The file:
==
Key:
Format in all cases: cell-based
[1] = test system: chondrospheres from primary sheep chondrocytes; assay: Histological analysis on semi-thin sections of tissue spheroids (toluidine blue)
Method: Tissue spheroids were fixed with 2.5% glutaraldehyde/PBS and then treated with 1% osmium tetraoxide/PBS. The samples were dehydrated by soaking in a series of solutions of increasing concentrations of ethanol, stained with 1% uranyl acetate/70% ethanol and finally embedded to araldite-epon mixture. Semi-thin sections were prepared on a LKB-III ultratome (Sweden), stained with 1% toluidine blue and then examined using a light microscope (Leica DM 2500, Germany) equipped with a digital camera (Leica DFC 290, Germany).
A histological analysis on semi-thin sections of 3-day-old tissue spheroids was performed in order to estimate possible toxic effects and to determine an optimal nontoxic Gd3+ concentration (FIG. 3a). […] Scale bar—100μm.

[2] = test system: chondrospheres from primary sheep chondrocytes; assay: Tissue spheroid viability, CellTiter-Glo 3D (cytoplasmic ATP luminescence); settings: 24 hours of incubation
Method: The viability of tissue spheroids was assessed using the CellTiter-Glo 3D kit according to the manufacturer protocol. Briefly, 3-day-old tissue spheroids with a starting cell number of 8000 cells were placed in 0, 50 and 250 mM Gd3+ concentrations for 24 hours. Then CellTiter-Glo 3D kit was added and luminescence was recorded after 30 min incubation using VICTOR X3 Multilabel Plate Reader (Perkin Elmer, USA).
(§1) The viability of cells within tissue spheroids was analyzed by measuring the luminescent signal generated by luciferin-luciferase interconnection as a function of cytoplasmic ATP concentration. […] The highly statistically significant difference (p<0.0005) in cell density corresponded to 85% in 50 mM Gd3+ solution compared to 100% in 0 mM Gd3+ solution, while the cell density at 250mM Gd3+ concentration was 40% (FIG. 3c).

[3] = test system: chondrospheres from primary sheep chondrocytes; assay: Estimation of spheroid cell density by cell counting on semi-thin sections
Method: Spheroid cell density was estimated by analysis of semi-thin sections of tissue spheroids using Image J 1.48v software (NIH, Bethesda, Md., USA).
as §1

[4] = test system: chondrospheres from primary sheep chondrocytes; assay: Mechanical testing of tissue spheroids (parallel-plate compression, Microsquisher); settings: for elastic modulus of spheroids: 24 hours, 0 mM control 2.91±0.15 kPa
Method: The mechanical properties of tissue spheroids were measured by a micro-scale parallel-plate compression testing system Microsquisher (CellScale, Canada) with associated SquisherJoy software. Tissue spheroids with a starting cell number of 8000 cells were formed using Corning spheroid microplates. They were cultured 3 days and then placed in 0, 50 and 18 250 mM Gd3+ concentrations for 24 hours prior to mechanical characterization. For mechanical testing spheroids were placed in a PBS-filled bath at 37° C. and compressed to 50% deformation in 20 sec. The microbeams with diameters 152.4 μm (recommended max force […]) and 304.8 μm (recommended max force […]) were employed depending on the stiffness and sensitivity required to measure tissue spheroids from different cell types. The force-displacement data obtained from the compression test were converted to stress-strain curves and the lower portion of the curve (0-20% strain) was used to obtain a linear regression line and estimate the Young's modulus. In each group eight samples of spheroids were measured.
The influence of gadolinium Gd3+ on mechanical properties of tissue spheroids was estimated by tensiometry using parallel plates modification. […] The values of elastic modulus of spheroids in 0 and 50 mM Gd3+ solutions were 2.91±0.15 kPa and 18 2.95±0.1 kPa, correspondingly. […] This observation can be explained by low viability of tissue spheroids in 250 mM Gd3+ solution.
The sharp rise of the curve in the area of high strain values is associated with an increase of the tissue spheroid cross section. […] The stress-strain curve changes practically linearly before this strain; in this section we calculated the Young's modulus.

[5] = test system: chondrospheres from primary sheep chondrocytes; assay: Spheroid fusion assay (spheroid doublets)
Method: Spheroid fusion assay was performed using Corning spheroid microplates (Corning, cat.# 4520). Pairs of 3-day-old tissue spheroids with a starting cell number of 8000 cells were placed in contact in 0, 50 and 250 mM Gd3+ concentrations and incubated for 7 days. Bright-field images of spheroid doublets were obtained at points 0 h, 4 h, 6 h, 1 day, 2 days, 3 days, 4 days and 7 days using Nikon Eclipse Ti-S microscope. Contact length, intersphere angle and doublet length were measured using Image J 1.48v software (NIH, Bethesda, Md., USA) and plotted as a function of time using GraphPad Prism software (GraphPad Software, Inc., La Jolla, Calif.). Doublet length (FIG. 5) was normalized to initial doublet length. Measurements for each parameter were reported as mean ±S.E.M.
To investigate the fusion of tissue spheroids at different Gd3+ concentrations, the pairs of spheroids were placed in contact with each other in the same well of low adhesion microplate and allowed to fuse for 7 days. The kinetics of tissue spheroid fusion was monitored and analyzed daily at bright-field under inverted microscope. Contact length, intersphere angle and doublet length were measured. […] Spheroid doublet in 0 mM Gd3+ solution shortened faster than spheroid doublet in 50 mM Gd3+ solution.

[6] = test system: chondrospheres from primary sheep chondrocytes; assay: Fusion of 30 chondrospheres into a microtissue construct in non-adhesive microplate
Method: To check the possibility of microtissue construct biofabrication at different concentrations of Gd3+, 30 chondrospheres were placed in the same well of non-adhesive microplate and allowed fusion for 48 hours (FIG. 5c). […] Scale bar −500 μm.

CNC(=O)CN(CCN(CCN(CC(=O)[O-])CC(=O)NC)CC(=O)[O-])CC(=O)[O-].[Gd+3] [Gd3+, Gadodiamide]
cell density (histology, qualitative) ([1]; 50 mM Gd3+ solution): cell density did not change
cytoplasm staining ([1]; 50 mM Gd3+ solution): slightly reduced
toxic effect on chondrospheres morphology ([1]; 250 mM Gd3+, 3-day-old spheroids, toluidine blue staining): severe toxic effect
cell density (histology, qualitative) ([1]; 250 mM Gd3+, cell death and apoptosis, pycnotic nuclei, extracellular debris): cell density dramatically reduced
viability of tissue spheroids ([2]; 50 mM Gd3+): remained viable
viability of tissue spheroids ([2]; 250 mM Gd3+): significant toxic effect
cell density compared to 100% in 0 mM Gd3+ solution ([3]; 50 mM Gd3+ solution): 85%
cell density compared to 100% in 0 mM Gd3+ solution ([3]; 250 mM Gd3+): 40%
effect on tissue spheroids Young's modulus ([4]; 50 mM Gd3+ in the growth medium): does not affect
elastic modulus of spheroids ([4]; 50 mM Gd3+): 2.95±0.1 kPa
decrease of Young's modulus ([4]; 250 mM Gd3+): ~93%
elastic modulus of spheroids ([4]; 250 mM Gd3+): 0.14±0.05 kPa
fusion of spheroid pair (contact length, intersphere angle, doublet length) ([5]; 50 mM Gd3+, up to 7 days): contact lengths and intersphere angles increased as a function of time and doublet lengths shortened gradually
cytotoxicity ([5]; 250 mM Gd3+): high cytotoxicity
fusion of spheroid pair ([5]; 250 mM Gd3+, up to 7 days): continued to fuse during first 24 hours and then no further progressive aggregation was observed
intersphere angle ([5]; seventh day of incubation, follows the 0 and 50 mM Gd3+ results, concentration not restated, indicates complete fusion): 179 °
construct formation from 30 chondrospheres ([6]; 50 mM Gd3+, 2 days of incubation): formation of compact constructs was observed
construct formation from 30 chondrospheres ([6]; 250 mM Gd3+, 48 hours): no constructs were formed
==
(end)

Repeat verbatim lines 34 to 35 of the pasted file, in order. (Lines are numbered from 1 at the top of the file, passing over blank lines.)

fusion of spheroid pair (contact length, intersphere angle, doublet length) ([5]; 50 mM Gd3+, up to 7 days): contact lengths and intersphere angles increased as a function of time and doublet lengths shortened gradually
cytotoxicity ([5]; 250 mM Gd3+): high cytotoxicity